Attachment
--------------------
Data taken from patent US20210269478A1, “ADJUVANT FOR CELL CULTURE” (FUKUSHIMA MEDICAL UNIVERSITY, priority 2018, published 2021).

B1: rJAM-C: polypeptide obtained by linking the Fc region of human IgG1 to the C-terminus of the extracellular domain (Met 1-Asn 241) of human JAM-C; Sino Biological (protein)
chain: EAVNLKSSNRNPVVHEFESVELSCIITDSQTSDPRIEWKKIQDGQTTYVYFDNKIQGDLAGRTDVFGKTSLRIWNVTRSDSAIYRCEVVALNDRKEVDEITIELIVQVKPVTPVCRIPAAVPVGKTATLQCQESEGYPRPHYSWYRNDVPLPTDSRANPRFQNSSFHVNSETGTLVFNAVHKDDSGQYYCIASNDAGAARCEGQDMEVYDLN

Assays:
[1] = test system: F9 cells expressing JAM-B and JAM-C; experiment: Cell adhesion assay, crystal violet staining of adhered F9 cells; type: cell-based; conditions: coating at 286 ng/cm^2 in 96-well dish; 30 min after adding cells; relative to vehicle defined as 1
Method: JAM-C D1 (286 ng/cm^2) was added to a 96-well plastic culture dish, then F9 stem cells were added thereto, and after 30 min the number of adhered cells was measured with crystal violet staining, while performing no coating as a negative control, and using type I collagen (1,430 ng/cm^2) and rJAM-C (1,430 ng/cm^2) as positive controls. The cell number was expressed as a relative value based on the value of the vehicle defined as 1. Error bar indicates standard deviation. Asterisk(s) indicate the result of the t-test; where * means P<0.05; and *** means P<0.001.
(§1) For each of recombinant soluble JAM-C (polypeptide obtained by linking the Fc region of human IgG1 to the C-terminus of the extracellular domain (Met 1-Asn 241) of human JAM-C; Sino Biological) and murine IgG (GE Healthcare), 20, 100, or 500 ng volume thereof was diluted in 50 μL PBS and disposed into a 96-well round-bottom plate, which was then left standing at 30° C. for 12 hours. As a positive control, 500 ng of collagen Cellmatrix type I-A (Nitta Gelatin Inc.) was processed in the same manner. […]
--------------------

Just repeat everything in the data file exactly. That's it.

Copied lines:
Data taken from patent US20210269478A1, “ADJUVANT FOR CELL CULTURE” (FUKUSHIMA MEDICAL UNIVERSITY, priority 2018, published 2021).

B1: rJAM-C: polypeptide obtained by linking the Fc region of human IgG1 to the C-terminus of the extracellular domain (Met 1-Asn 241) of human JAM-C; Sino Biological (protein)
chain: EAVNLKSSNRNPVVHEFESVELSCIITDSQTSDPRIEWKKIQDGQTTYVYFDNKIQGDLAGRTDVFGKTSLRIWNVTRSDSAIYRCEVVALNDRKEVDEITIELIVQVKPVTPVCRIPAAVPVGKTATLQCQESEGYPRPHYSWYRNDVPLPTDSRANPRFQNSSFHVNSETGTLVFNAVHKDDSGQYYCIASNDAGAARCEGQDMEVYDLN

Assays:
[1] = test system: F9 cells expressing JAM-B and JAM-C; experiment: Cell adhesion assay, crystal violet staining of adhered F9 cells; type: cell-based; conditions: coating at 286 ng/cm^2 in 96-well dish; 30 min after adding cells; relative to vehicle defined as 1
Method: JAM-C D1 (286 ng/cm^2) was added to a 96-well plastic culture dish, then F9 stem cells were added thereto, and after 30 min the number of adhered cells was measured with crystal violet staining, while performing no coating as a negative control, and using type I collagen (1,430 ng/cm^2) and rJAM-C (1,430 ng/cm^2) as positive controls. The cell number was expressed as a relative value based on the value of the vehicle defined as 1. Error bar indicates standard deviation. Asterisk(s) indicate the result of the t-test; where * means P<0.05; and *** means P<0.001.
(§1) For each of recombinant soluble JAM-C (polypeptide obtained by linking the Fc region of human IgG1 to the C-terminus of the extracellular domain (Met 1-Asn 241) of human JAM-C; Sino Biological) and murine IgG (GE Healthcare), 20, 100, or 500 ng volume thereof was diluted in 50 μL PBS and disposed into a 96-well round-bottom plate, which was then left standing at 30° C. for 12 hours. As a positive control, 500 ng of collagen Cellmatrix type I-A (Nitta Gelatin Inc.) was processed in the same manner. […]